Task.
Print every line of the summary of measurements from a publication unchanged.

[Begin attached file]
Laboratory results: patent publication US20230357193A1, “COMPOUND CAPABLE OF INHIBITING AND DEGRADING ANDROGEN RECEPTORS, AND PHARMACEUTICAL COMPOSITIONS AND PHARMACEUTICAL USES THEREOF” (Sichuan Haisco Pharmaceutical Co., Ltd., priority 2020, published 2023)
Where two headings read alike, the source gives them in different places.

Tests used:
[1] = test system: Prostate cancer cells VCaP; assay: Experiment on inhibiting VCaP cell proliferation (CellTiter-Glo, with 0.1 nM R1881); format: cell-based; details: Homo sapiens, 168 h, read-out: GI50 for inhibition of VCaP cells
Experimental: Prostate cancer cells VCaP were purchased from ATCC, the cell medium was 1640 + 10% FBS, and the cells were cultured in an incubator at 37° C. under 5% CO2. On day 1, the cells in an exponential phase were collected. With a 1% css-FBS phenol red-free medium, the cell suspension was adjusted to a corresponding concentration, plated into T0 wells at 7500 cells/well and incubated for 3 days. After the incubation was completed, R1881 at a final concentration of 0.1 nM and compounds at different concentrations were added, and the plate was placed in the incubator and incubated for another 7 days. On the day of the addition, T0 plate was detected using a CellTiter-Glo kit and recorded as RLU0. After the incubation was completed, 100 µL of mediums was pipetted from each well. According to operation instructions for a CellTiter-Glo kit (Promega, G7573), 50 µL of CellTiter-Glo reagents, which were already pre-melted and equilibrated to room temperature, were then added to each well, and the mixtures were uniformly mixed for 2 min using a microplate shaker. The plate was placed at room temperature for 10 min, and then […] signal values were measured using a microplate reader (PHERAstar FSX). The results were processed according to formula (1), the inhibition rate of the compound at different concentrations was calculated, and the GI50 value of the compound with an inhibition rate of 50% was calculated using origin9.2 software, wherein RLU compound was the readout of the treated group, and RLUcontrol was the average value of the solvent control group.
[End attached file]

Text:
Laboratory results: patent publication US20230357193A1, “COMPOUND CAPABLE OF INHIBITING AND DEGRADING ANDROGEN RECEPTORS, AND PHARMACEUTICAL COMPOSITIONS AND PHARMACEUTICAL USES THEREOF” (Sichuan Haisco Pharmaceutical Co., Ltd., priority 2020, published 2023)
Where two headings read alike, the source gives them in different places.

Tests used:
[1] = test system: Prostate cancer cells VCaP; assay: Experiment on inhibiting VCaP cell proliferation (CellTiter-Glo, with 0.1 nM R1881); format: cell-based; details: Homo sapiens, 168 h, read-out: GI50 for inhibition of VCaP cells
Experimental: Prostate cancer cells VCaP were purchased from ATCC, the cell medium was 1640 + 10% FBS, and the cells were cultured in an incubator at 37° C. under 5% CO2. On day 1, the cells in an exponential phase were collected. With a 1% css-FBS phenol red-free medium, the cell suspension was adjusted to a corresponding concentration, plated into T0 wells at 7500 cells/well and incubated for 3 days. After the incubation was completed, R1881 at a final concentration of 0.1 nM and compounds at different concentrations were added, and the plate was placed in the incubator and incubated for another 7 days. On the day of the addition, T0 plate was detected using a CellTiter-Glo kit and recorded as RLU0. After the incubation was completed, 100 µL of mediums was pipetted from each well. According to operation instructions for a CellTiter-Glo kit (Promega, G7573), 50 µL of CellTiter-Glo reagents, which were already pre-melted and equilibrated to room temperature, were then added to each well, and the mixtures were uniformly mixed for 2 min using a microplate shaker. The plate was placed at room temperature for 10 min, and then […] signal values were measured using a microplate reader (PHERAstar FSX). The results were processed according to formula (1), the inhibition rate of the compound at different concentrations was calculated, and the GI50 value of the compound with an inhibition rate of 50% was calculated using origin9.2 software, wherein RLU compound was the readout of the treated group, and RLUcontrol was the average value of the solvent control group.